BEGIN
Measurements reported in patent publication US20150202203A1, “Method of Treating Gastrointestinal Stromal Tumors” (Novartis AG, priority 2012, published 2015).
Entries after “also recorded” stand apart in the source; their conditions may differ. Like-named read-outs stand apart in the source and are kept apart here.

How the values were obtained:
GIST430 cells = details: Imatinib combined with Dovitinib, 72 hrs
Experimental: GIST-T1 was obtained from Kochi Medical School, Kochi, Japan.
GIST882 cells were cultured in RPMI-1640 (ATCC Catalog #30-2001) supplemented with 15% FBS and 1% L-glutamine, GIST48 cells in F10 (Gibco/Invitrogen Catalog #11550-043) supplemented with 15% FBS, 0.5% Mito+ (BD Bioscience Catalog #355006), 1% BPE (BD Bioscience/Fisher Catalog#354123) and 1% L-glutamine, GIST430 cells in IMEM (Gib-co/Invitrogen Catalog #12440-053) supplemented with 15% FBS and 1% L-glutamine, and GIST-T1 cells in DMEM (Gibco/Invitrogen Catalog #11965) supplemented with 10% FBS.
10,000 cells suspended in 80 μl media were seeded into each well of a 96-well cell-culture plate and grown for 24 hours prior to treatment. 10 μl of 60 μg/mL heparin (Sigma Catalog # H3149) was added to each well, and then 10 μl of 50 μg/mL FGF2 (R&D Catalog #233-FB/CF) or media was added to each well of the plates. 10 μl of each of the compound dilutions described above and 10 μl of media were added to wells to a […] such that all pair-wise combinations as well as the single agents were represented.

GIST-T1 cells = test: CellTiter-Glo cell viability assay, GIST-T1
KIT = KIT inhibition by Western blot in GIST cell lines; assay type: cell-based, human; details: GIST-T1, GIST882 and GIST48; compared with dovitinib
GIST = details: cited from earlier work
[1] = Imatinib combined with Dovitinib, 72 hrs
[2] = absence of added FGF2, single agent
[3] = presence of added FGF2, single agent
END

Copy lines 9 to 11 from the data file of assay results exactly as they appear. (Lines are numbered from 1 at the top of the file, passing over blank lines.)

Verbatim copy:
KIT = KIT inhibition by Western blot in GIST cell lines; assay type: cell-based, human; details: GIST-T1, GIST882 and GIST48; compared with dovitinib
GIST = details: cited from earlier work
[1] = Imatinib combined with Dovitinib, 72 hrs